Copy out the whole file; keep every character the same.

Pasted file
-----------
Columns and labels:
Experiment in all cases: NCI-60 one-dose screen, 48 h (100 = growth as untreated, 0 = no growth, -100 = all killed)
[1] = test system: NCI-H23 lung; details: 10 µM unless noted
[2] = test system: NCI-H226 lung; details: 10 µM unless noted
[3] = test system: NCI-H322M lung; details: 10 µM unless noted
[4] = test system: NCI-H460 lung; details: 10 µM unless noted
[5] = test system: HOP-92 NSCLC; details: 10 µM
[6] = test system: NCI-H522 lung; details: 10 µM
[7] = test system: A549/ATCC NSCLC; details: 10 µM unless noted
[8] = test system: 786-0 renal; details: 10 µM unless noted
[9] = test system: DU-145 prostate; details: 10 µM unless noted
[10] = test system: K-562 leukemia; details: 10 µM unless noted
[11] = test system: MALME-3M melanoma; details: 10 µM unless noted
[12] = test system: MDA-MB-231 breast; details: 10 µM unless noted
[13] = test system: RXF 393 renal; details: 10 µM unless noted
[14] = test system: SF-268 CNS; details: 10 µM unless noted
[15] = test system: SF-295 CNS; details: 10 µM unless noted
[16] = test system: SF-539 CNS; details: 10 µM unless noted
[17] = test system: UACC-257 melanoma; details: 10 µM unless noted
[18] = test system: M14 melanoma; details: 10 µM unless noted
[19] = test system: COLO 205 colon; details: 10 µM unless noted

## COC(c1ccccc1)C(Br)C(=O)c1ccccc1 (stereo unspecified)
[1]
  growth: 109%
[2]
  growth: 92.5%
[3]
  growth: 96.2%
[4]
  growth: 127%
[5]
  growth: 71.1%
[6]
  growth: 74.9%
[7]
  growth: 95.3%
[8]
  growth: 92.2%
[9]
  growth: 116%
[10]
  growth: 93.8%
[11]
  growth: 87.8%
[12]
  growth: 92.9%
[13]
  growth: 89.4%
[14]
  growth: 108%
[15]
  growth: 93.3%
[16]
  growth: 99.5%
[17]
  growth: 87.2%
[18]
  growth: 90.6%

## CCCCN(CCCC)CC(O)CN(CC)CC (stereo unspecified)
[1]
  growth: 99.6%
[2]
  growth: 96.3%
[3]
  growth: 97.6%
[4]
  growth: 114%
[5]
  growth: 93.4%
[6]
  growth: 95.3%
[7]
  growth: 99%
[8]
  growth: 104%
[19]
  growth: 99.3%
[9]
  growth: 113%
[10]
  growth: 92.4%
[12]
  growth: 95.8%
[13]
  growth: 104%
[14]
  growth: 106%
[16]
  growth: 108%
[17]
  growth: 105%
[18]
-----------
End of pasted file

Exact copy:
Columns and labels:
Experiment in all cases: NCI-60 one-dose screen, 48 h (100 = growth as untreated, 0 = no growth, -100 = all killed)
[1] = test system: NCI-H23 lung; details: 10 µM unless noted
[2] = test system: NCI-H226 lung; details: 10 µM unless noted
[3] = test system: NCI-H322M lung; details: 10 µM unless noted
[4] = test system: NCI-H460 lung; details: 10 µM unless noted
[5] = test system: HOP-92 NSCLC; details: 10 µM
[6] = test system: NCI-H522 lung; details: 10 µM
[7] = test system: A549/ATCC NSCLC; details: 10 µM unless noted
[8] = test system: 786-0 renal; details: 10 µM unless noted
[9] = test system: DU-145 prostate; details: 10 µM unless noted
[10] = test system: K-562 leukemia; details: 10 µM unless noted
[11] = test system: MALME-3M melanoma; details: 10 µM unless noted
[12] = test system: MDA-MB-231 breast; details: 10 µM unless noted
[13] = test system: RXF 393 renal; details: 10 µM unless noted
[14] = test system: SF-268 CNS; details: 10 µM unless noted
[15] = test system: SF-295 CNS; details: 10 µM unless noted
[16] = test system: SF-539 CNS; details: 10 µM unless noted
[17] = test system: UACC-257 melanoma; details: 10 µM unless noted
[18] = test system: M14 melanoma; details: 10 µM unless noted
[19] = test system: COLO 205 colon; details: 10 µM unless noted

## COC(c1ccccc1)C(Br)C(=O)c1ccccc1 (stereo unspecified)
[1]
  growth: 109%
[2]
  growth: 92.5%
[3]
  growth: 96.2%
[4]
  growth: 127%
[5]
  growth: 71.1%
[6]
  growth: 74.9%
[7]
  growth: 95.3%
[8]
  growth: 92.2%
[9]
  growth: 116%
[10]
  growth: 93.8%
[11]
  growth: 87.8%
[12]
  growth: 92.9%
[13]
  growth: 89.4%
[14]
  growth: 108%
[15]
  growth: 93.3%
[16]
  growth: 99.5%
[17]
  growth: 87.2%
[18]
  growth: 90.6%

## CCCCN(CCCC)CC(O)CN(CC)CC (stereo unspecified)
[1]
  growth: 99.6%
[2]
  growth: 96.3%
[3]
  growth: 97.6%
[4]
  growth: 114%
[5]
  growth: 93.4%
[6]
  growth: 95.3%
[7]
  growth: 99%
[8]
  growth: 104%
[19]
  growth: 99.3%
[9]
  growth: 113%
[10]
  growth: 92.4%
[12]
  growth: 95.8%
[13]
  growth: 104%
[14]
  growth: 106%
[16]
  growth: 108%
[17]
  growth: 105%
[18]